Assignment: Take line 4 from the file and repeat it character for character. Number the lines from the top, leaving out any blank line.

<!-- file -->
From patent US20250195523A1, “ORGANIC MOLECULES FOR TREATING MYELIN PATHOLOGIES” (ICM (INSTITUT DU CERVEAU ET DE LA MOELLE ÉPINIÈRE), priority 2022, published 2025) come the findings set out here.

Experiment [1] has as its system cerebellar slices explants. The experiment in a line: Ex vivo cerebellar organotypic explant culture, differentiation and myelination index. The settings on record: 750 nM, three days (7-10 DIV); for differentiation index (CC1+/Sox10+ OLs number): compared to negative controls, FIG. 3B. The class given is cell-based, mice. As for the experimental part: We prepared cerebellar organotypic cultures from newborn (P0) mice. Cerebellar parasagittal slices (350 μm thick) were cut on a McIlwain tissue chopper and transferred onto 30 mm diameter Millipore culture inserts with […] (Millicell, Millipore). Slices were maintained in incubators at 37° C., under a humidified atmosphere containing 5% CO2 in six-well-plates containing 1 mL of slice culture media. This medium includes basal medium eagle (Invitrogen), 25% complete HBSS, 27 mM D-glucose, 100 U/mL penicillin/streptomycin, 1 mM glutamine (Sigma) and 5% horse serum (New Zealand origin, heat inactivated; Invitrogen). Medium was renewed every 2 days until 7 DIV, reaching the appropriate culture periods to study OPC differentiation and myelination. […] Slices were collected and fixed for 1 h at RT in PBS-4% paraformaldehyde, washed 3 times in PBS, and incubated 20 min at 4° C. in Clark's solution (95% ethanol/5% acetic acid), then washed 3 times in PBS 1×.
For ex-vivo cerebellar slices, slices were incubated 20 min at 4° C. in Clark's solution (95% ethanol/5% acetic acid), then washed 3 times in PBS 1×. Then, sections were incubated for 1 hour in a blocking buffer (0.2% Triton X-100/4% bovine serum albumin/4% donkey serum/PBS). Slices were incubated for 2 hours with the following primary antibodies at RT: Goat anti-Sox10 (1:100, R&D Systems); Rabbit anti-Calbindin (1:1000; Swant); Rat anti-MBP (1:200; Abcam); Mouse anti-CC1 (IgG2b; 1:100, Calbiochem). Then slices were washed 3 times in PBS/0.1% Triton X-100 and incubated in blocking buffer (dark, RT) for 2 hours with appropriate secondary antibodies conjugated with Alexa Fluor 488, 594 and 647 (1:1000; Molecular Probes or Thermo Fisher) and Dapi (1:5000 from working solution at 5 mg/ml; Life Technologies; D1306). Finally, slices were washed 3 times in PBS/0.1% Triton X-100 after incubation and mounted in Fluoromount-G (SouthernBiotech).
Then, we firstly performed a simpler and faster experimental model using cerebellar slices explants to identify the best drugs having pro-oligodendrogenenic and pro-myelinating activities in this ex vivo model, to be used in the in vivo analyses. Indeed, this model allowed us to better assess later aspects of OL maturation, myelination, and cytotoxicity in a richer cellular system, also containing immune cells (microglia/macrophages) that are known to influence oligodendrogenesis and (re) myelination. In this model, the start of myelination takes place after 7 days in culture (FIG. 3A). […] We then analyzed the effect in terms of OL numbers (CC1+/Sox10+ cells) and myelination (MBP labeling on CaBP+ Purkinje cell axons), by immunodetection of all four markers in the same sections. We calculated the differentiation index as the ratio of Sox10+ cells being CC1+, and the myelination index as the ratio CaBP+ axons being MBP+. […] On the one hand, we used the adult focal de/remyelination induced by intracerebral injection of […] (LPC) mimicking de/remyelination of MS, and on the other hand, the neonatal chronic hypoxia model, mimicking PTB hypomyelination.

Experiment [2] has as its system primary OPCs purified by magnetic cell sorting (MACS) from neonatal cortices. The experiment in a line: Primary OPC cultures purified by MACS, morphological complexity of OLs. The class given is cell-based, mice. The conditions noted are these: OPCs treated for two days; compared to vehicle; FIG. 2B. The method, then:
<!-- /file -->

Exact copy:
Then, we firstly performed a simpler and faster experimental model using cerebellar slices explants to identify the best drugs having pro-oligodendrogenenic and pro-myelinating activities in this ex vivo model, to be used in the in vivo analyses. Indeed, this model allowed us to better assess later aspects of OL maturation, myelination, and cytotoxicity in a richer cellular system, also containing immune cells (microglia/macrophages) that are known to influence oligodendrogenesis and (re) myelination. In this model, the start of myelination takes place after 7 days in culture (FIG. 3A). […] We then analyzed the effect in terms of OL numbers (CC1+/Sox10+ cells) and myelination (MBP labeling on CaBP+ Purkinje cell axons), by immunodetection of all four markers in the same sections. We calculated the differentiation index as the ratio of Sox10+ cells being CC1+, and the myelination index as the ratio CaBP+ axons being MBP+. […] On the one hand, we used the adult focal de/remyelination induced by intracerebral injection of […] (LPC) mimicking de/remyelination of MS, and on the other hand, the neonatal chronic hypoxia model, mimicking PTB hypomyelination.